According to Pew Research Center, the vast majority of Americans – 95% – now own a cellphone of some kind. Mobile devices are the go-to option when consumers surf the web and make spending choices, and therefore must be considered when formulating a marketing strategy. First, let’s start with the basics: what exactly is mobile marketing?

“Mobile marketing is a term that encompasses any promotional activity that takes place on smartphones and other handheld devices including tablets and other cell/mobile phones. The aim of mobile marketing is to reach an audience of mobile users through various methods such as mobile-optimized ads, push notifications and mobile applications.” Adjust

Now that we’ve got the definition down, let’s delve into the steps that every company should take to lead the way into the mobile future.

1) Make sure your website is mobile-friendly

Typically, mobile users will stay on a landing page for just a short time before deciding if a website can meet their needs (or not!). How a site loads, text readability, what it looks like, and the overall user experience factor in to the mobile-friendliness of a website.

A great first step in determining how your site measures up is to utilize Google’s mobile-friendly test. Just enter your URL and see how your site scores and how Google Search sees your pages. This is incredibly important, as Google search includes mobile-friendliness as a ranking signal to determine search results.

Google suggests that your top priority should be to make it easy for your customers to access the information that they need by helping your site’s visitors complete their objectives. “They may want to be entertained by your blog posts, get your restaurant’s address, or check reviews on your products. Walgreens GVP and Chief Technology Officer of eCommerce, Abhi Dhar, explains, “Our goal with everything we do on mobile is to make our customers’ lives easier.”
mobile friendly mobile optimized website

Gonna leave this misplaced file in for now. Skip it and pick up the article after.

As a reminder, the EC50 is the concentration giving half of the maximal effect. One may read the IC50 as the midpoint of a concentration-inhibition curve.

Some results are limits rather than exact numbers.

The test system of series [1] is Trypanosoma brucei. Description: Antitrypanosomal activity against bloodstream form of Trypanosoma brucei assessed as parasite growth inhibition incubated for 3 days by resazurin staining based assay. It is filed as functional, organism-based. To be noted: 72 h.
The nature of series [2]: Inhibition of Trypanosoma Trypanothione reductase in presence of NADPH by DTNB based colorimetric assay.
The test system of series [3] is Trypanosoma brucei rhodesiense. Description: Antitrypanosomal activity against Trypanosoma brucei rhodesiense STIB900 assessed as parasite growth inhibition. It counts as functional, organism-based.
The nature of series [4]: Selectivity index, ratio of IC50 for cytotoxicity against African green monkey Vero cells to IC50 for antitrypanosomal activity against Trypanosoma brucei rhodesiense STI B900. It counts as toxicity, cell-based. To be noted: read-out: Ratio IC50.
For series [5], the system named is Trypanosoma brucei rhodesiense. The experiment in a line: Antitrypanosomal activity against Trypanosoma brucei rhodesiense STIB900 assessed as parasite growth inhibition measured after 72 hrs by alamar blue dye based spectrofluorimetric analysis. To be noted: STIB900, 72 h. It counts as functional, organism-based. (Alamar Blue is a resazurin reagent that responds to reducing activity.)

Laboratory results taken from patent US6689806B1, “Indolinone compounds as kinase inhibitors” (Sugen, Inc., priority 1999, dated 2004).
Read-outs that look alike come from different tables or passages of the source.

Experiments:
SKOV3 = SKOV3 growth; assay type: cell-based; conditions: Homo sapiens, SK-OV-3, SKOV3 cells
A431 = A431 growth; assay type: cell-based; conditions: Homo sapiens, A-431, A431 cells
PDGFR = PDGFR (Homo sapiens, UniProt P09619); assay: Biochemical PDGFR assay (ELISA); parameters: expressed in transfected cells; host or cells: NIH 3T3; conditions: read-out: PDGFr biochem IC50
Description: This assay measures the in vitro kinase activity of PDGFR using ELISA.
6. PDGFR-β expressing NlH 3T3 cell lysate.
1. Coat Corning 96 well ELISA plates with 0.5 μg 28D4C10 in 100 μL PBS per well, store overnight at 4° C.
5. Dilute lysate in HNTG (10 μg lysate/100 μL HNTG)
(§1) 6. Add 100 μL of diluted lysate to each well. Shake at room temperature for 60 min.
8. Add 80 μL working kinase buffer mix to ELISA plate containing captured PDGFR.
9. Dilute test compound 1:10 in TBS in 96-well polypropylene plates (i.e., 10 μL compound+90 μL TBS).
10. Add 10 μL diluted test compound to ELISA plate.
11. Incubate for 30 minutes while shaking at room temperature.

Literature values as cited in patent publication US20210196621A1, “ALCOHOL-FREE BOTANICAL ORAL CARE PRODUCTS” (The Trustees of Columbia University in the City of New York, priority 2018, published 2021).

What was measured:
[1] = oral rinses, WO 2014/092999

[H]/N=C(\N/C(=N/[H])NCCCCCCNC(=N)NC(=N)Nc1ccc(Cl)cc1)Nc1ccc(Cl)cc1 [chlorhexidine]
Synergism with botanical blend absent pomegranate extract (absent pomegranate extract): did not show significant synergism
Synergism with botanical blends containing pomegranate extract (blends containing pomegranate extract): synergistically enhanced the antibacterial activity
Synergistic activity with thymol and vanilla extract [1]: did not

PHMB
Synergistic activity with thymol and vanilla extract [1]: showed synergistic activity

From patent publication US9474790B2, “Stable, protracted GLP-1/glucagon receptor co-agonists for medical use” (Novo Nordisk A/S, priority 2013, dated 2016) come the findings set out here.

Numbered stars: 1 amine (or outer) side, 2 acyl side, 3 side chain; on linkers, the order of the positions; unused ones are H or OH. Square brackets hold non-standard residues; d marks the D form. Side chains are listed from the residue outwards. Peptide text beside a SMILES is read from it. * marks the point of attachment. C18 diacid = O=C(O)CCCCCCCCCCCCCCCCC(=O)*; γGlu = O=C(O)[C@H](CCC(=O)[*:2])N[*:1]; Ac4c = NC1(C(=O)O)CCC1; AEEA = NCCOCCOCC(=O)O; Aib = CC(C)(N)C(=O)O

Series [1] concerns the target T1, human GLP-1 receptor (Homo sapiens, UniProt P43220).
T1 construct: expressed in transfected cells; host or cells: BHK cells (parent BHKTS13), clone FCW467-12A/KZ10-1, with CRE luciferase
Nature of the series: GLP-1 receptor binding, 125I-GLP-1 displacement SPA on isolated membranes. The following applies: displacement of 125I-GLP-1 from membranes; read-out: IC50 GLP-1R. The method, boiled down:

How fast your site loads is also incredibly important. Unfortunately, people tend to be more impatient with page loading times when using mobile devices. If your site is taking too long to load, your potential customer could have decided to move on to another source.

Last, consider the look of your mobile website. Is the text large enough to read without magnification? Is the site clean, organized, simple, and easy to understand? Fight the urge to cram as much information as possible into your design and keep the viewer’s needs in mind when designing and auditing your mobile site.

2) Make mobile payments available

People prefer convenient transactions, and most businesses have either a product or a service to offer consumers. Therefore, accepting mobile payments is a must for business of all types. Options such as Google Wallet and PayPal make it easy for consumers by not having to take out a credit card from their wallet nor enter any codes.

Not all customers, however, trust the idea of mobile purchasing. In fact, a recent study confirmed that concerns about the security of mobile banking and mobile payment technologies are frequently cited as reasons why consumers choose not to adopt these technologies. Because of this fact, using a secure payment processor on your mobile site is key.